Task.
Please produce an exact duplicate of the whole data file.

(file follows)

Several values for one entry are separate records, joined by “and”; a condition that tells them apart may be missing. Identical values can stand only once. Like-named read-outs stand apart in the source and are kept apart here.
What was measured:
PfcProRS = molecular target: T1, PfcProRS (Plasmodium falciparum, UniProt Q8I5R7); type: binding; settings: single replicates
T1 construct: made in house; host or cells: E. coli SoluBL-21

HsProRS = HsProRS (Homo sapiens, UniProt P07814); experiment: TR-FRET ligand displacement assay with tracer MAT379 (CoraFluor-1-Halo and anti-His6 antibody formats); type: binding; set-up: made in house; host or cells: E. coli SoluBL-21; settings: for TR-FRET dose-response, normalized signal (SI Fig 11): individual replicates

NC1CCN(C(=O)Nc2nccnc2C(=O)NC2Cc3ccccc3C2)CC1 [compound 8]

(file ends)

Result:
Several values for one entry are separate records, joined by “and”; a condition that tells them apart may be missing. Identical values can stand only once. Like-named read-outs stand apart in the source and are kept apart here.
What was measured:
PfcProRS = molecular target: T1, PfcProRS (Plasmodium falciparum, UniProt Q8I5R7); type: binding; settings: single replicates
T1 construct: made in house; host or cells: E. coli SoluBL-21

HsProRS = HsProRS (Homo sapiens, UniProt P07814); experiment: TR-FRET ligand displacement assay with tracer MAT379 (CoraFluor-1-Halo and anti-His6 antibody formats); type: binding; set-up: made in house; host or cells: E. coli SoluBL-21; settings: for TR-FRET dose-response, normalized signal (SI Fig 11): individual replicates

NC1CCN(C(=O)Nc2nccnc2C(=O)NC2Cc3ccccc3C2)CC1 [compound 8]